“In a time where I’m really struggling as a mayor to communicate out such important information as well as when you can get meals or services from the Council on Aging in Easthampton, it’s just a great time,” she explained.
“There was a want for it and honestly there is a need for it now,” LaChapelle continued, referring to the added coverage.
Since the demise of the Holyoke-based Transcript-Telegram, the Daily Hampshire Gazette, based in Northampton and owned by Concord, New Hampshire-based Newspapers of New England, had been her city’s principal news outlet.
Stories about Easthampton do appear on the Gazette’s website regularly. However, the paper’s office in town is no more and it now covers a larger area with fewer staff.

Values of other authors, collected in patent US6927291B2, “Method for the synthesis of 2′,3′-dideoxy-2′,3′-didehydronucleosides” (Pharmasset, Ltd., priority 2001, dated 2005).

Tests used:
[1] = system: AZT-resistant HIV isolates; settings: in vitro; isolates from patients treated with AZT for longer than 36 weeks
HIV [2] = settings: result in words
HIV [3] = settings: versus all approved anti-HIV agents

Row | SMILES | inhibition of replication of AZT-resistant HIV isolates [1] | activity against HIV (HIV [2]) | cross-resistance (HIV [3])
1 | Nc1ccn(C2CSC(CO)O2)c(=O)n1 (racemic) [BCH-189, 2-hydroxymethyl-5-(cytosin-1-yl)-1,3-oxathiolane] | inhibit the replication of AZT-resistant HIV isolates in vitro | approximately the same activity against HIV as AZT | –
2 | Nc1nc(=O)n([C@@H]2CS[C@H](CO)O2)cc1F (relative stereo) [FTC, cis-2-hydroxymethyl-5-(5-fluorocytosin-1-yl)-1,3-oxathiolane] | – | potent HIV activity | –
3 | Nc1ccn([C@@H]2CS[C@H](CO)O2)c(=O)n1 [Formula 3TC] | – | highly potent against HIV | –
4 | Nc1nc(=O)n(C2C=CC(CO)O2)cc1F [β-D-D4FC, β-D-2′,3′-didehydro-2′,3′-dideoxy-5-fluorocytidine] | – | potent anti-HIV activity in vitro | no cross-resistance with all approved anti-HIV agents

Brooke Hauser, the Editor-in-chief of the Gazette, declined to comment on her paper’s coverage of Easthampton and the new competition.
Still, The Reminder has an entirely different model than dailies like the Gazette or The Republican.
The key is The Reminder’s zoned editions. The model relies on smaller businesses that want to connect to local engaged audiences both in zoned editions and across the network of papers. Although stories regularly appear online, the weekly schedule provides time to assemble and prioritize local stories.
There is some indication this Reminder coverage fills gaps in other Advance properties in the 413. However, that seems to be less the case in Easthampton.